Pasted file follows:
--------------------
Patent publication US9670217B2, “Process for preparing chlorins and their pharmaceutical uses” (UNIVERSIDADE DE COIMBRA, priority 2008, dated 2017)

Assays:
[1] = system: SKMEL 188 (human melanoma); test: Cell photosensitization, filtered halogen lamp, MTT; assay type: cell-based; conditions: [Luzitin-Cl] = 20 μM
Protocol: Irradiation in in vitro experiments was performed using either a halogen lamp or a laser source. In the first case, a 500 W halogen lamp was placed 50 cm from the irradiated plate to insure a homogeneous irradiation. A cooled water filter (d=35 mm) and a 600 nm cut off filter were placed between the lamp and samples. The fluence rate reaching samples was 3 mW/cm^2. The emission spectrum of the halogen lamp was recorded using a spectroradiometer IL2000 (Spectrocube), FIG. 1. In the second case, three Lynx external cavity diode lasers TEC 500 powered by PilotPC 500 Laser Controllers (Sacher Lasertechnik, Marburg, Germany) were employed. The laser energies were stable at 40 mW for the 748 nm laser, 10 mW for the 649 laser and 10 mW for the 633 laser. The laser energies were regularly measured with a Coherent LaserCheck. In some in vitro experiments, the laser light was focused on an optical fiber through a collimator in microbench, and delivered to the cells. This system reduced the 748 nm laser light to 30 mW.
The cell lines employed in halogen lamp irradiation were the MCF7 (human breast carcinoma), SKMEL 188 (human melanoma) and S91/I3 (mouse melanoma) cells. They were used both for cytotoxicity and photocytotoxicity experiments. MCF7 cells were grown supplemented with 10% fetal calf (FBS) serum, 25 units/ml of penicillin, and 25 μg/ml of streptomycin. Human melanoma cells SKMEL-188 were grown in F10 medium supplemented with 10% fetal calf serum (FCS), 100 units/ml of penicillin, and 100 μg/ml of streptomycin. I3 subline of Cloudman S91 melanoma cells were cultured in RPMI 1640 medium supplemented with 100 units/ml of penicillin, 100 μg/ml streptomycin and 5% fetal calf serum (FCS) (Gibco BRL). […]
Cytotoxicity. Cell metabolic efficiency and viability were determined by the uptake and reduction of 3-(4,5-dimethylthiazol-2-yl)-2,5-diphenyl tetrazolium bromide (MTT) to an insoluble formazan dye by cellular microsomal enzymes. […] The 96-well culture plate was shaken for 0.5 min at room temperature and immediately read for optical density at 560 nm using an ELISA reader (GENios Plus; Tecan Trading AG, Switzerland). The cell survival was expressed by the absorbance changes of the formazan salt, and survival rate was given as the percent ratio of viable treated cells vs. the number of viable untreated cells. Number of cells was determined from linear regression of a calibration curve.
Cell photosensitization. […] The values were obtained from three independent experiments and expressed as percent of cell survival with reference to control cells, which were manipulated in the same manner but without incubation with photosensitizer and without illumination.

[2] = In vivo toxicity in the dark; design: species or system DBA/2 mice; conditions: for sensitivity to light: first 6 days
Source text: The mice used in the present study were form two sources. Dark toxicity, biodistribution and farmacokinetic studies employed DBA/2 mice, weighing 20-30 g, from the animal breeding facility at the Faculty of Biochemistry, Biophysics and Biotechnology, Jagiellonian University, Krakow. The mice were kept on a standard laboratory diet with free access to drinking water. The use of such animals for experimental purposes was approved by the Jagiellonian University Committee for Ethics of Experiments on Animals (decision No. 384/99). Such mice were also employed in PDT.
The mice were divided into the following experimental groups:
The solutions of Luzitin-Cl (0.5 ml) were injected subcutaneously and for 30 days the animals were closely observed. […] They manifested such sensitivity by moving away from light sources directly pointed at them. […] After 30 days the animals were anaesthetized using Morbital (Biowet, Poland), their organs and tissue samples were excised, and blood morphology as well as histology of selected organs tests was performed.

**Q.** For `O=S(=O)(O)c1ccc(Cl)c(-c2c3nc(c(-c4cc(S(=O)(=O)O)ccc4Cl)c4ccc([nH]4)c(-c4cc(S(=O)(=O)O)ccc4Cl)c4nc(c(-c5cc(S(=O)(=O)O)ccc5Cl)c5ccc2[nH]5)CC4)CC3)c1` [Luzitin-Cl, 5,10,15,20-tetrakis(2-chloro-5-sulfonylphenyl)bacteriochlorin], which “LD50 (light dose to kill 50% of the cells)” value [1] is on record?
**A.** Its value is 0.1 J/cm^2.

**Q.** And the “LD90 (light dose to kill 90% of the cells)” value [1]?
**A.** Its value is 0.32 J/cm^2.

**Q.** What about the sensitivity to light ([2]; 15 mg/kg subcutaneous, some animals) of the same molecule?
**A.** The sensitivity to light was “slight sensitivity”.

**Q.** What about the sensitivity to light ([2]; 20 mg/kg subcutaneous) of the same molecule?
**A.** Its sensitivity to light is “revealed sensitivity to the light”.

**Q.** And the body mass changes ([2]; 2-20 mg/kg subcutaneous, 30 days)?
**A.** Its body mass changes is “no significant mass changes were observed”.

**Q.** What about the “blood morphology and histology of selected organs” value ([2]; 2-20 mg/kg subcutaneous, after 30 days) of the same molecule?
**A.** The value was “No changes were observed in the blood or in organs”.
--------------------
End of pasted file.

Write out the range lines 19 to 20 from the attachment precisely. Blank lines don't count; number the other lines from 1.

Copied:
**A.** Its sensitivity to light is “revealed sensitivity to the light”.

**Q.** And the body mass changes ([2]; 2-20 mg/kg subcutaneous, 30 days)?